Saturday, March 6, 2010
Lamentation by Ken Scholes
Lamentation literally starts out with a bang. Somehow, an ancient weapon has destroyed the entire city of Windwir. Windwir, long the intellectual/religious (the two go hand in hand in this book) center of the Named Lands is completely decimated by this unknown weapon, and armies and kings are flocking to the ruins to see what is going on.
At the heart of conflict are a handful of key players: Rudolfo, the King of a gypsy like forest people. Jin Li Tam, daughter of a powerful lord, and consort (read: spy/sex kitten) to Sethbert, the Overseer of a group of City States. Neb, a survivor of the city who watched it's destruction from nearby. And Petronus, a fisherman with a really big secret.
At first glance it appears that Sethbert is responsible for the destruction of Windwir...he takes credit for it, but Rudolfo finds a metal man, (a robo-computer from a past, more technologically advanced, age), in the rubble. The metal man, called Issak, holds valuable information about the destruction of Windwir, and before you know it, the armies of The Named Lands are at each others throats. Pulling strings from both behind the scenes and from center stage is Jin Li Tam's father, Vlad Li Tam, who appears to know more about what the hell is going on than anyone else.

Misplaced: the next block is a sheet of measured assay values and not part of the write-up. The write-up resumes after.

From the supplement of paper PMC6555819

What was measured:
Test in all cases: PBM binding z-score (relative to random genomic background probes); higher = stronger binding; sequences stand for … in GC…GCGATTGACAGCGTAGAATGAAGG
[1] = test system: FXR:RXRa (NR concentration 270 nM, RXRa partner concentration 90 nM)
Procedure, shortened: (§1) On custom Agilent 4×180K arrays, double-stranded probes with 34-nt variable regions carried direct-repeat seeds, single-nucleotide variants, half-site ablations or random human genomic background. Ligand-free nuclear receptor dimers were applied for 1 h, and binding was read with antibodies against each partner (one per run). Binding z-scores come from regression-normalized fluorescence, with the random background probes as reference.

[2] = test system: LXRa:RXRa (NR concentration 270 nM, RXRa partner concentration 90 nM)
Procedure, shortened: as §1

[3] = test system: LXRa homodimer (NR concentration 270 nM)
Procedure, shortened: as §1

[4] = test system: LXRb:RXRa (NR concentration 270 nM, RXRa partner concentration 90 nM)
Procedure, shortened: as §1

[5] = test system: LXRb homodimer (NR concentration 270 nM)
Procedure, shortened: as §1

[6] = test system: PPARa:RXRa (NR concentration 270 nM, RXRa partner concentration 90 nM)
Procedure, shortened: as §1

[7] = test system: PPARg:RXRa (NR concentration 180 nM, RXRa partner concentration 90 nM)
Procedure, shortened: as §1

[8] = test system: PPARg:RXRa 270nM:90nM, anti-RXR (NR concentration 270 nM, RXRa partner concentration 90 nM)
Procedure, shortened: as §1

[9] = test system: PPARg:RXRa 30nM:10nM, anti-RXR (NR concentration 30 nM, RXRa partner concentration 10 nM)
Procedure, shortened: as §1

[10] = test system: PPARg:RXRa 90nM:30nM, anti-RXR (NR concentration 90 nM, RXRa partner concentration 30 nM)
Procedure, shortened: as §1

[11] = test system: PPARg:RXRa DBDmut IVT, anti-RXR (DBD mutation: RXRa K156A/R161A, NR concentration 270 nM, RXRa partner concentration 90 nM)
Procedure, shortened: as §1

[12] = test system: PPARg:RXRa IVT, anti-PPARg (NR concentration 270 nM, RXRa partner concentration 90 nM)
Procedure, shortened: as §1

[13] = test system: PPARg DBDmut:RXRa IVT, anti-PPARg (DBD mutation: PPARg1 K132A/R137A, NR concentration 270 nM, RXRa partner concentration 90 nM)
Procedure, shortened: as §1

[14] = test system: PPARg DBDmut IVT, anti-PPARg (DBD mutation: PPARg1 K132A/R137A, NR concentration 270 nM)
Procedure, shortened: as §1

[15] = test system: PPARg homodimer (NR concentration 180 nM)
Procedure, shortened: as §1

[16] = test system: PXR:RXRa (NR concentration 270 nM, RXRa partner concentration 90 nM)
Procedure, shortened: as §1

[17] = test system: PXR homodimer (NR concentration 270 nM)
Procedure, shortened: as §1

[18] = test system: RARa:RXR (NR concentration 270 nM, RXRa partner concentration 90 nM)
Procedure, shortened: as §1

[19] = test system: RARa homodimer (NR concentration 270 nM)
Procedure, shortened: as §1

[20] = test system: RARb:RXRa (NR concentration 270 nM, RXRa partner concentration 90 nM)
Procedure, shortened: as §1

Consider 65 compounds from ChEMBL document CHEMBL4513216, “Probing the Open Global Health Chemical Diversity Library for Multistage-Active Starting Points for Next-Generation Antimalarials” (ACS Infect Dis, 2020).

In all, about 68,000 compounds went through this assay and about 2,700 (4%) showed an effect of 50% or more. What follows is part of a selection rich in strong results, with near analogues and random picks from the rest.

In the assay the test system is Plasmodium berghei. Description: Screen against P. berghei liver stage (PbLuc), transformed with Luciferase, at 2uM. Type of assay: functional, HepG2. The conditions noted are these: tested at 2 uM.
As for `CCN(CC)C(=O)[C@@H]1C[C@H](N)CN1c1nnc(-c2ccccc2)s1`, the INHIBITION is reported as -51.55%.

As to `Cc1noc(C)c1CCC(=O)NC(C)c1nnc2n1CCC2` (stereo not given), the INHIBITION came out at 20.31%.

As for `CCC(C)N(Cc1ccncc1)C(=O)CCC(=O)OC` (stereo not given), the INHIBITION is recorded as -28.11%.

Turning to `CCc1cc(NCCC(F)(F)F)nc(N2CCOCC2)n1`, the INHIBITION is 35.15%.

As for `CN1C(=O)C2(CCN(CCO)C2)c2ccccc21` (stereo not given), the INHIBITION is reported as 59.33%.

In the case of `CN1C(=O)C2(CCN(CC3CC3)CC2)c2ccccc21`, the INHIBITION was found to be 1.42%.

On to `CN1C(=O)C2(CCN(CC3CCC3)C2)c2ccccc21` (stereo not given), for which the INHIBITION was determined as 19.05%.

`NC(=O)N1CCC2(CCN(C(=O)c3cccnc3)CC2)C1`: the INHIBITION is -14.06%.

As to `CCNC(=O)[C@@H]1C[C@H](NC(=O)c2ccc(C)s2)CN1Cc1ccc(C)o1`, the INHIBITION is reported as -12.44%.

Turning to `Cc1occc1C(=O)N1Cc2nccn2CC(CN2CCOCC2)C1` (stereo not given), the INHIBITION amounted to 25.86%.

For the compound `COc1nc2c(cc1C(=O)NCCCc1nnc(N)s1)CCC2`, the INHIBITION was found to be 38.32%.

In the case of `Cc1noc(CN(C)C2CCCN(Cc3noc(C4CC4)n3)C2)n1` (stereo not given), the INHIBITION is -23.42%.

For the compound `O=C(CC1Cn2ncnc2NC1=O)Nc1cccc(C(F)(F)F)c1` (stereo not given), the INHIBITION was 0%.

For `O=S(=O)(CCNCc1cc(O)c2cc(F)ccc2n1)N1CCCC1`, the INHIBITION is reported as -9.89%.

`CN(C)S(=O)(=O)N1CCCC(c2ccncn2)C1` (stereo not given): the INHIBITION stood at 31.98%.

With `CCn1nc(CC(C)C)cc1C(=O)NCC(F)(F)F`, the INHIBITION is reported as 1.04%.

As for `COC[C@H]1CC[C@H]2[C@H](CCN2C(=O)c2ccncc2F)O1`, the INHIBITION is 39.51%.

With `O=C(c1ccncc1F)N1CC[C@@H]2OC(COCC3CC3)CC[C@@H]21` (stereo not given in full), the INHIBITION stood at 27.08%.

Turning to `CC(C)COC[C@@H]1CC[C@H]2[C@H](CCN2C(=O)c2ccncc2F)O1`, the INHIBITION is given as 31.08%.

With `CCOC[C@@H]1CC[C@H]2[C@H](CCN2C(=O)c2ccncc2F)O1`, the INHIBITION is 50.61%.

Lamentation is a fast paced novel that is packed with more political wrangling, backstabs, and double crosses than any novel I've read before. Somehow, Scholes manages to keep everything straight, keep everything interesting and write a damn good book. The characters are engaging and realistic from the start. I initially thought that some of the names were silly, Rudolfo in particular, but as you get to know the characters, the names seem to fit their personalities well.
The world of the Named Lands isn't as fleshed out as well as some other fantasies. I never really got a sense of place in this novel. The Named Lands never really captured my imagination and I hardly spent any time flipping back to the map. For me this was a bit of a negative, as I like maps in fantasy novels, and I like feeling like the author is transporting me off to a new land.
This is clearly a character driven novel though. Scholes shifts between point of view characters every few pages, and this keeps the book moving at a good clip. The characters all have their own motivations and none come across as "good" or "bad" characters, but instead seem genuinely human. When you couple the fleshed out characters of Lamentation with lots of politics, you get a solid novel.
Lamentation is the first novel in a five book series by Ken Scholes.